Engineering success in wealth management: Sun Life SVP on insurance’s evolution

by David Keelaghan29 Aug 2016
Sun Life Financial continues to expand its reach globally, but that’s not to say the country of its birth doesn’t remain a major focus. Ensuring its Canadian arm can bring in the country’s premier talent is imperative for the 151-year-old institution. The appointment of Léo Grépin in May certainly attests to that, and the SVP, Individual Insurance and Wealth is keen to explain his reasoning for joining the Sun Life team.

“I was well aware of the quality of the people and the commitment Dean (Connor) and the management have to attracting and developing talent,” he says. “Also, helping our clients achieve life and financial security – in lots of organisations that’s just a saying on the wall, but here it’s something we do every day.”

Sun Life may be a company with lineage dating back to 1865, but that doesn’t mean it is not at the cutting edge of the industry. A recent collaboration with the MaRS Discovery District to facilitate start-up growth is but one example, and this strategy was another key selling point for Grépin.

“I think it’s a very strong business, particularly when you look at our distribution networks and management’s willingness to invest in technology and innovation,” he says. “The combination of these three things made it a very appealing place to be.”

While Grépin has risen to great heights in the insurance/wealth management world, he actually trained as a mechanical and aeronautical engineer, gaining a master’s at MIT. From there he worked as a management consultant, and spent 15 years with McKinsey & Company.  During his time there, he moved into the sphere of insurance and asset management, which ultimately led him to become an asset manager with Bridgewater Associates in New York. From the engineering world to insurance and asset management, it’s been an interesting career trajectory.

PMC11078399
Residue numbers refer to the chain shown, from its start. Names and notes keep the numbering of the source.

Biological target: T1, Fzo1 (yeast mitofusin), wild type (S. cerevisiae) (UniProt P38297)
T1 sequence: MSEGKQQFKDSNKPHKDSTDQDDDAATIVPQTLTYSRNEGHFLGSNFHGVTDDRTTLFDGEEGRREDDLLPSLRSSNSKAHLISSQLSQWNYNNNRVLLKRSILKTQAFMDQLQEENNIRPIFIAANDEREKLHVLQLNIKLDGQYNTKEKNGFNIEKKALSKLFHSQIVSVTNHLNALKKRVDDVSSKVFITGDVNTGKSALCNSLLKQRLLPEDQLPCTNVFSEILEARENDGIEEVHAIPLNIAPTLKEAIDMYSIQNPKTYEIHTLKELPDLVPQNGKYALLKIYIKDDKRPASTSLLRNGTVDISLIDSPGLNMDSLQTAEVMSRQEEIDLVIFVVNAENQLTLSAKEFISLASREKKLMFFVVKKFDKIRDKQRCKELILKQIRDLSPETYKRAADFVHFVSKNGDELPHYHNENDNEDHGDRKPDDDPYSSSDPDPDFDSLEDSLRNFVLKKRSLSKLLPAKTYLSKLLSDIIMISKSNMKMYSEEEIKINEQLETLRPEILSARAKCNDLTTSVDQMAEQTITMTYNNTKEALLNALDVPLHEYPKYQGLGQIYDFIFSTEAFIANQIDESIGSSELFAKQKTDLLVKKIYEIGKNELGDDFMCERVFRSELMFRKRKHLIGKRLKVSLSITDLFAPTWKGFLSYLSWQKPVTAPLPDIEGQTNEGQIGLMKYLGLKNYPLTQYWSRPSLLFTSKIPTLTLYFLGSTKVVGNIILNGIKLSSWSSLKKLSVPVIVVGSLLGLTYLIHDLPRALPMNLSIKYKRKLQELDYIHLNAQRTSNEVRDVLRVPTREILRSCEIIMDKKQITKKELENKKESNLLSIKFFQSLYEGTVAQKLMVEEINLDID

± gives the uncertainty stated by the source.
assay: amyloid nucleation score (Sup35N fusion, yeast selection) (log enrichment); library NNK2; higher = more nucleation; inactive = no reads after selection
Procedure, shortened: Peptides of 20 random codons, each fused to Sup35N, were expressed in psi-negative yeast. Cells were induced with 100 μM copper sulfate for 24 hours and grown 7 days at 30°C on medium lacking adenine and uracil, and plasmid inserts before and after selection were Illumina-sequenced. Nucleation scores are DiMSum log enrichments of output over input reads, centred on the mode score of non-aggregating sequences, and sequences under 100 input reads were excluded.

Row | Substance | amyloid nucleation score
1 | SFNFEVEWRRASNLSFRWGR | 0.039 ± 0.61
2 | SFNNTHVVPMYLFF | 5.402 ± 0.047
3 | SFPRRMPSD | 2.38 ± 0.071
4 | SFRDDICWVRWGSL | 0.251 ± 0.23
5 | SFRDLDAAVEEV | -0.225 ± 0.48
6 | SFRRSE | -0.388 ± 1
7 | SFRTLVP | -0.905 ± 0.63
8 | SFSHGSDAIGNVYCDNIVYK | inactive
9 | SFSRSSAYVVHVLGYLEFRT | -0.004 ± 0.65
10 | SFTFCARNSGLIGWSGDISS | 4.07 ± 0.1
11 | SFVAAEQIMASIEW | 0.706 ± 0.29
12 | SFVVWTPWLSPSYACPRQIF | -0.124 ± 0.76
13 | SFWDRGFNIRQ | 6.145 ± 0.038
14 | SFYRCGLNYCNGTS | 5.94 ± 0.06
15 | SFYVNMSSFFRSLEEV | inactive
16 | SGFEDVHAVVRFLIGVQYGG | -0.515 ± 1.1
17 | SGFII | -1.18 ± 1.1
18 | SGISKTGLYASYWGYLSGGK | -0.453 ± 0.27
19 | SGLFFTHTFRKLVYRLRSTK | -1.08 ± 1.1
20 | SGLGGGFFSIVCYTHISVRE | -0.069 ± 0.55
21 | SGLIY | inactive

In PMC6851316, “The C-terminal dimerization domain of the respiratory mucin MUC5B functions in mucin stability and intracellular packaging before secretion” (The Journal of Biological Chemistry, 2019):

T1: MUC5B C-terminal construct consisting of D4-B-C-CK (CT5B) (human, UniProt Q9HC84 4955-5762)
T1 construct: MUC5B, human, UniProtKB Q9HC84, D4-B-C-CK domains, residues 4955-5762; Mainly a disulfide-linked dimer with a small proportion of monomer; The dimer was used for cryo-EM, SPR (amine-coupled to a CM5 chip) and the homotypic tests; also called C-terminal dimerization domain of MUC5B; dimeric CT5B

“Insurance is about solving problems,” says Grépin. “It’s about running and managing complex operations and products. I think there are a lot of parallels with engineering. That’s what attracted me to the industry.”

It’s an industry with a long history and thus one that has had to undergo a huge amount of change in the digital age. The demographic shift Canada will experience over the next two decades is another major challenge. Grépin realizes this, but believes a younger client base should not be overly concerning for any company with its finger on the pulse.

“When you look at the research, millennials are different but similar. Their world is very complex and getting more so. That means they are looking for as much if not more advice than their parents did. We believe in holistic advice and we believe the demographic trends will support that.”

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